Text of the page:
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David Williams

David Williams

Chief Petty Officer, Royal Australian Navy



Ordinary Seaman (Engineering Mechanic) David Allan Gordon Williams

HMAS Vampire, Royal Australian Navy
Service number: R64538
Rank on discharge: chief petty officer

"I followed my friends to Vietnam. Wherever you’re from in this wonderful country called Aussie, you’ve got your mates there. 

And a bunch of my friends got conscripted. I figured, “If they’re gonna go and do that, I’m gonna go and do that.”

It was all the guys I played footy with.

They were all conscripted into the army. But I didn’t want to walk everywhere, so I joined the navy."

Dave Williams was born in a place called Baryulgil about 500 clicks northwest of Sydney. He said, “I went to 13 different schools as a kid growing up. I lived on properties, and I lived in cities, and I learned a lot of life skills and I copped a lot of crap having curly hair and being born black this far south.”

When the National Service scheme started in the 1960s some of Dave’s friends were conscripted. Dave said “We all played football together, we were mates. So, if your mates are gonna do something, you’re gonna do something. That’s how you think at that age. You don’t have the capacity to understand the bigger picture.”

“For me it was either two years’ National Service or nine years in the Navy. A lot the guys were conscripted into the Army, but I didn’t want to walk everywhere.”

“As an Ordinary Seaman you did three months’ basic training, and then you went to a ship, and you did a further approximately 12 months, minimum. You would go to each department. You got to experience each department, so you would know if you made the wrong choice or you had some potential to excel, say in communications.”

“I knew I wanted to be an engine driver. My uncles, both strong Aboriginal men, were both New South Wales Government Railways engine drivers. I was fascinated with the heat engine, and I’d read about the Stanley steam car and all of that.”

“My Uncle Ben drove the first Garratt steam engine into Casino. I was at the level crossing, and he pulled me up and he shunted me, and I made sure every kid knew that was my uncle driving that train. So, I knew I was gonna be an engine driver, I didn't know it'd have a propeller hanging off the back end of it instead of a wheel.”

“My ship was the Vampire, a Daring Class destroyer. In 1966 we were in the Malacca Strait doing patrols off Malaya and Borneo. I was only a young bloke, and all I knew was we were there to back up our diggers that were ashore in the jungles and so forth. Then we came back to Manus Island, to pick up the Sydney and escort her up to Vung Tau.”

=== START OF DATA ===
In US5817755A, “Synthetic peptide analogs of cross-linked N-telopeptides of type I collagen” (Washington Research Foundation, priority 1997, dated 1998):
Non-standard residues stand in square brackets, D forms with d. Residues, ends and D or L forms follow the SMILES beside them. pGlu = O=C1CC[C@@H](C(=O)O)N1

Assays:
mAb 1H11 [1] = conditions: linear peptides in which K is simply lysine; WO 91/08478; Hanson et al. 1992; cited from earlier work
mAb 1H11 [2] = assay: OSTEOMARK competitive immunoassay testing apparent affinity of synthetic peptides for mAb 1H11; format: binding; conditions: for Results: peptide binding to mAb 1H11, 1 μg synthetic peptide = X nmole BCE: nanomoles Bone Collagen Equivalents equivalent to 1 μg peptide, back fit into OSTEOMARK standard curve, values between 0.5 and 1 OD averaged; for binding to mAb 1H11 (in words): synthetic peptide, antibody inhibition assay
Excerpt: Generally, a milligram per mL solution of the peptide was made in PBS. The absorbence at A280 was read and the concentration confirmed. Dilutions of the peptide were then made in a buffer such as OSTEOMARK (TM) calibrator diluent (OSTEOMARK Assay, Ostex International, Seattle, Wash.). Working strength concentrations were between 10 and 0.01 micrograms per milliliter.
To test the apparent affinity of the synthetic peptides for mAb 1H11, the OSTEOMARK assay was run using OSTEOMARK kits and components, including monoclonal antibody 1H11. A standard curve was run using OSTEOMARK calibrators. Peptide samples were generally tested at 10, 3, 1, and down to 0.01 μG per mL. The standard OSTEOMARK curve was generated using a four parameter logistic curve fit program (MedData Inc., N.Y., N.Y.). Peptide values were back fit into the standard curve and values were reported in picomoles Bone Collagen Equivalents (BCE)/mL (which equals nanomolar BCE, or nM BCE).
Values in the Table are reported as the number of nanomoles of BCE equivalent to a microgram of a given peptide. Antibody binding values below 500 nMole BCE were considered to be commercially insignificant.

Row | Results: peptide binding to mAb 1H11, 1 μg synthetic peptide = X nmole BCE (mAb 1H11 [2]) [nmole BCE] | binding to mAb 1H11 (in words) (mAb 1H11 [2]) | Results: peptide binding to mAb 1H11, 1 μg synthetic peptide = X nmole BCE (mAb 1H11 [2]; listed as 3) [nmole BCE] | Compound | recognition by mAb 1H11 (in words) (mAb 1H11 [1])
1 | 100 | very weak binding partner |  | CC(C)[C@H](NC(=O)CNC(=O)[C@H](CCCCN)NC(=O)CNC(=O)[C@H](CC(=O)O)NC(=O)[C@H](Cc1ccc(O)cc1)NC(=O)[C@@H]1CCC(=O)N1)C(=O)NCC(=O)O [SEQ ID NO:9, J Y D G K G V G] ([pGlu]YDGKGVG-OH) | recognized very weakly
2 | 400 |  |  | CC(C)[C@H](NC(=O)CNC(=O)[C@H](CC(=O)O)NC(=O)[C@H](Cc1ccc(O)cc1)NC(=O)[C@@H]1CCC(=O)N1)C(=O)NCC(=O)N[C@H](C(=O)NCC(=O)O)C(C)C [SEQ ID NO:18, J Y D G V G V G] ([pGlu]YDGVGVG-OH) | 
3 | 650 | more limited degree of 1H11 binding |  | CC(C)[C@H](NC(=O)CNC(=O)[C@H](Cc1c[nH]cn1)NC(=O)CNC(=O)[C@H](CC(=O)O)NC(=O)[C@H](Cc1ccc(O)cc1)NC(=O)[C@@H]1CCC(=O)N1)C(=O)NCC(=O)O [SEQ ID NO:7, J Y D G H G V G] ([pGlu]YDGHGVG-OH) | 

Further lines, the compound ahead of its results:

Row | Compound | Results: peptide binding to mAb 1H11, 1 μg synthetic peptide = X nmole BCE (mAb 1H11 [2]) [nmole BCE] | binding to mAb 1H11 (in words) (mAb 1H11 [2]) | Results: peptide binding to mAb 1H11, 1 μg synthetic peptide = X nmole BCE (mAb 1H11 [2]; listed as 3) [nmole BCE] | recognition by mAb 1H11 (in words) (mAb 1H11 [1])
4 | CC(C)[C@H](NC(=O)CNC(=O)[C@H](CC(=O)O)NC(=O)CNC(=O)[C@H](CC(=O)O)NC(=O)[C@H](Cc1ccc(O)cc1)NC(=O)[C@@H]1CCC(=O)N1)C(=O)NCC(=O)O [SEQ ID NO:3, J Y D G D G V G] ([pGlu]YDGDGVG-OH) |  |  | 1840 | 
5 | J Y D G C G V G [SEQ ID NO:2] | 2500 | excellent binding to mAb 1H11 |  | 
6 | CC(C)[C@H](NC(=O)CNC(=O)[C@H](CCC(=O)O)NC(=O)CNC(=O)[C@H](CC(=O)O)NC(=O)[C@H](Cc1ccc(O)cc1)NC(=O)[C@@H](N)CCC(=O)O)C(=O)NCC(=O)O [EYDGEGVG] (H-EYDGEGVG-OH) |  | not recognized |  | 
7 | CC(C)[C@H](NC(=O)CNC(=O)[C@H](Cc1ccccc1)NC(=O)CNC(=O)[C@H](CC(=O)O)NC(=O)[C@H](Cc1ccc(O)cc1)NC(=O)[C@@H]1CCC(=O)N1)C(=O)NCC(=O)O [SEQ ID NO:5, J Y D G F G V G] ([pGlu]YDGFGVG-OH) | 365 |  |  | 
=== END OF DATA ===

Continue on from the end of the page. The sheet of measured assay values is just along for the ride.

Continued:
“We were an escort. We weren’t on the gun line. We escorted the ‘Vung Tau Ferry’ up there and the Sydney anchored and unloaded, and we anchored as well. And we had dive operations every four hours. You could see flashes in the distance of a night. I didn’t have the overall political picture. All we were told was the Communists were coming and they’re doing this and doing that, and ‘it’s better dead than red.’ I look back now and I’m thinking what a waste. It hurts.”

“As a young bloke, you just do your job, and you’re gung-ho and that’s probably what Defence needs. You obey on command. You don’t question or think, that’s not your part on the ship, you just get in and do it.”

“I was on a ship; I was part of the ship's company. We had the most senior Aboriginal at the time on that ship. His name was Able Seaman Ross ‘Lefty’ Leon, and then you had me and Billy Simpson as the two young pups out of recruit school. And I think Errol Hunt was on there too; he was gunnery. There were about nine of us identified. The other nine didn't.”

“Here was I, an 18-year-old dipstick and they’ve got me in a part of the ship, that if I don’t do my job, it ain’t going anywhere. And this is a little black fella from the bush. When I look back, I feel for the guys on that ship of mine that didn't identify. That’s their call not mine. But what I wanted to say to them was, know your stuff, know your history.”

“After I’d done my two years, I had a lot of practical Navy skills. The Navy requires you to get an appreciation for every other department; people mightn't think much of the cooks, but you're not going anywhere if you can't eat. We got taught it takes at least five guys to keep you where you’re at.”

“Twenty-nine members of my extended family fought for this country, from the Light Horse right through to the present day. We were trained to defend Australia, and that's for all Australians. And we’ve got the best country in the world. So, you know, you can’t have this without that.”

“Unfortunately, we've now got our kids being controlled by these electronic devices. People say bring back conscription. I've always said I disagree with that because I want the person that's got my back to want to be there, not to be forced to be there.”

“I say to people the military is equal opportunity for Indigenous people, pretty much worldwide. They realised they needed us because they couldn't find their way across the creek, and more importantly which road to take.”

“It took me and my colleagues till 2019 to get the Aboriginal and Torres Strait Islander flags in the Anzac Day March. In 2019, I had to march up front, but I wanted to stick the flags up front and march with the squadron and let the TV cameras do the talking.”